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Big January drop in volatile housing market

Washington -- With the U.S. housing market still in a daunting state of flux, whipsawing from one extreme to another, housing starts tumbled by 14.3% during January from December levels as the nation's home builders worked off their inventories of unsold homes.

The U.S. Department of Commerce said the pace of home building slowed to a seasonally adjusted annual rate of 1.4 million units, plunging 37.8% from year-ago levels.

"Home sales apparently stabilized late last year, but the overhang of unsold housing inventory still is quite heavy," said David Seiders, chief economist of the National Association of Home Builders. With a large stockpile of houses still on the market, he said, "Builders have been cutting back on starts of new units to bring supply and demand back into balance. We expect housing starts to bottom out in the first quarter of this year before embarking on a gradual recovery path."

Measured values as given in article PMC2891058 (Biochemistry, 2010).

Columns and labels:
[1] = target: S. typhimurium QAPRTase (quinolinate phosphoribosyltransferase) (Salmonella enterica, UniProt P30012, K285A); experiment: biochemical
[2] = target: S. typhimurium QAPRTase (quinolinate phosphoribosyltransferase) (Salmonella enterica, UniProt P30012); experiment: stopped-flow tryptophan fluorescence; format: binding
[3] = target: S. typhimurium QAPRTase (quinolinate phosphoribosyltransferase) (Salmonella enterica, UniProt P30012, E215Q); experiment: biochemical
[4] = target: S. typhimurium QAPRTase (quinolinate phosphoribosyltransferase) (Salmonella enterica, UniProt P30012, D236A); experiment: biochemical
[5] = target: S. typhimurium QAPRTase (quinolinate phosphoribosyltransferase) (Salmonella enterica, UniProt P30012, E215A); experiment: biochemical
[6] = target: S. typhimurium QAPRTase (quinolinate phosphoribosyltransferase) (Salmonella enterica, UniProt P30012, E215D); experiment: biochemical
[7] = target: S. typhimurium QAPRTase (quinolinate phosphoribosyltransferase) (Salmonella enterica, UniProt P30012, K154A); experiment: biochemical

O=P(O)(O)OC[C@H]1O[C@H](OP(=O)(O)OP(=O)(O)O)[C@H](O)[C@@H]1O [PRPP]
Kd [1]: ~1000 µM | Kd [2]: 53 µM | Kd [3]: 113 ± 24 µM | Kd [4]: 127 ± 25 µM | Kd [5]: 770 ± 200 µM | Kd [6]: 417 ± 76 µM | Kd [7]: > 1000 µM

Illustrating the volatility and wide swings that characterize today's housing market, starts of apartment and condominium construction fell 24.1% in January, after racing ahead by 34.4% in December.

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